But how do you determine that?  Are there objective criteria you can
apply, or is it all subjective?  And if it's all subjective, how can
anyone say what the 'right' answer is?
How can anyone say for sure that a court has got the right answer 100%
of time? But it does its best, which I think is all we can ask.
The alternative is not to try.
Post by Yellow
The reason for that is that some work is traditionally under paid,
generally work that single women did while they were waiting to get
married so only needed to support themselves while still living in their
parents home, against what men needed to earn to support a family.
An example of this is that those who taught younger children,
traditionally women, were paid significantly less than those who taught
older children, traditionally men. Of course, in the UK, this is no
longer the case as we now consider their work to be of equal value.
But is it?  How can you tell?  How can you justify it?
You explain why teachers should be paid different amounts according to
the age of their pupils and we can take the discussion from there.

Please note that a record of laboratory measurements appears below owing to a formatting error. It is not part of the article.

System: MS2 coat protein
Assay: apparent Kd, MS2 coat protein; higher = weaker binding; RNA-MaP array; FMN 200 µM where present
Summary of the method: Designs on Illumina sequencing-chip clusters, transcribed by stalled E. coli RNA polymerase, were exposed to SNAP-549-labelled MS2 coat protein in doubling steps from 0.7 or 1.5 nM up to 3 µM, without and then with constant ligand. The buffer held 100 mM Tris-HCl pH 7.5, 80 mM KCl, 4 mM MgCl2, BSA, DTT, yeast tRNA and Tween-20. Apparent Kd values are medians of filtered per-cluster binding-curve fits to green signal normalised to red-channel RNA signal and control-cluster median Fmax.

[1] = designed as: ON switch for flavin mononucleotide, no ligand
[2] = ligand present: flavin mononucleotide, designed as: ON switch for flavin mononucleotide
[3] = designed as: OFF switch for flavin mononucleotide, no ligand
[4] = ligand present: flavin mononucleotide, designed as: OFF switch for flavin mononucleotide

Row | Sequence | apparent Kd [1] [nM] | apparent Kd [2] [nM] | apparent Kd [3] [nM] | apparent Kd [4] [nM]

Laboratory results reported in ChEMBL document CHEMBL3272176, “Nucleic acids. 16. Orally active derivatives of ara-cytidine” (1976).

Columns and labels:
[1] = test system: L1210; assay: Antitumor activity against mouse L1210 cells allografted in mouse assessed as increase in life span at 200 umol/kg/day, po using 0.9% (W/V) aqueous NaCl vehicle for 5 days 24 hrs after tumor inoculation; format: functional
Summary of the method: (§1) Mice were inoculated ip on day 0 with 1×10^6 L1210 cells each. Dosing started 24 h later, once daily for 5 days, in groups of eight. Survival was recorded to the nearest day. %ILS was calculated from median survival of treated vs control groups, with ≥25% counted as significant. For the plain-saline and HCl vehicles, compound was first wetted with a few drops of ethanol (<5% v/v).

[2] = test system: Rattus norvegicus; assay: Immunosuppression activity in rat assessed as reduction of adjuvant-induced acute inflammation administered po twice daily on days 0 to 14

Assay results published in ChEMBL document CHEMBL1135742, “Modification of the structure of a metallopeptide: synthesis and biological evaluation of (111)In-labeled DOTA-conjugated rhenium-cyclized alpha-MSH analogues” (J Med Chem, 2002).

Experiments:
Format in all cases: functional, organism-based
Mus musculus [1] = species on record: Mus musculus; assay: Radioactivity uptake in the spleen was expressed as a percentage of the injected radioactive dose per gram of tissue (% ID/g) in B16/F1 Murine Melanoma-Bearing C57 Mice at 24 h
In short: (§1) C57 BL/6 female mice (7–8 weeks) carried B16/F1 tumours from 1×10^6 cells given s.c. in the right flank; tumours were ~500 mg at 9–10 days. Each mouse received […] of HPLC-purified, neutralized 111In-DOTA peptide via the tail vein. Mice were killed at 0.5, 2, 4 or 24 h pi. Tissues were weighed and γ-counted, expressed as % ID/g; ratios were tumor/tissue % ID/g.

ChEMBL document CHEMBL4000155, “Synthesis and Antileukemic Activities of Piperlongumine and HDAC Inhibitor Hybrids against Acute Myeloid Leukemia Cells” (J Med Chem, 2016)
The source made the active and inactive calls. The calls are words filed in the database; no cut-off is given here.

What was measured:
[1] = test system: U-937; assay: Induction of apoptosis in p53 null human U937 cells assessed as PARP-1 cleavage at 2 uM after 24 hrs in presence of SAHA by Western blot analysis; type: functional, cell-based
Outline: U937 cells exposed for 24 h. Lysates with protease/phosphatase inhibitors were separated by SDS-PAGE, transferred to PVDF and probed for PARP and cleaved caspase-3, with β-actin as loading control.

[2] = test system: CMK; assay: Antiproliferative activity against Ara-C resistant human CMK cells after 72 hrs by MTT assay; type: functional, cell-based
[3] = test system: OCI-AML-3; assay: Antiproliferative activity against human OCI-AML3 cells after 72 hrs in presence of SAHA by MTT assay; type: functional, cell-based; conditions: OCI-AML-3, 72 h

Supply and demand.  It clearly takes less skill and knowledge to teach
5-year olds than it does A-level students.
Our lad is in primary school. It seems to be more about indoctrination
than actual teaching. Maybe that requires a particular skill, too.
Yellow
2018-06-11 17:18:35 UTC
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Post by Norman Wells
Post by Yellow
You explain why teachers should be paid different amounts according to
the age of their pupils and we can take the discussion from there.
Supply and demand.
So we have more people wanting to teach younger pupils than older
pupils? Do you have a cite for that?
Post by Norman Wells
It clearly takes less skill and knowledge to teach
5-year olds than it does A-level students.
Where is your evidence to support that claim.
Post by Norman Wells
So, there are more people
able to teach the young ones. More people equals more supply. More
supply equals lower wages that need to be paid. The more specialised
you get, the higher wages you have to pay because supply is limited.
You are mixing up two things - the skill set required to teach each age
range and the number of people who are applying for teaching jobs in
each age range.

Where is your evidence that the older the pupil, the more (as against
different) skills are required? Where is your evidence that there are
more teachers, a surplus, applying to teach 12 year olds than 6 year
olds?
Norman Wells
2018-06-11 18:16:02 UTC
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Post by Yellow
Post by Norman Wells
Post by Yellow
You explain why teachers should be paid different amounts according to
the age of their pupils and we can take the discussion from there.
Supply and demand.
So we have more people wanting to teach younger pupils than older
pupils? Do you have a cite for that?
More are *able* to. More can. That usually translates into 'more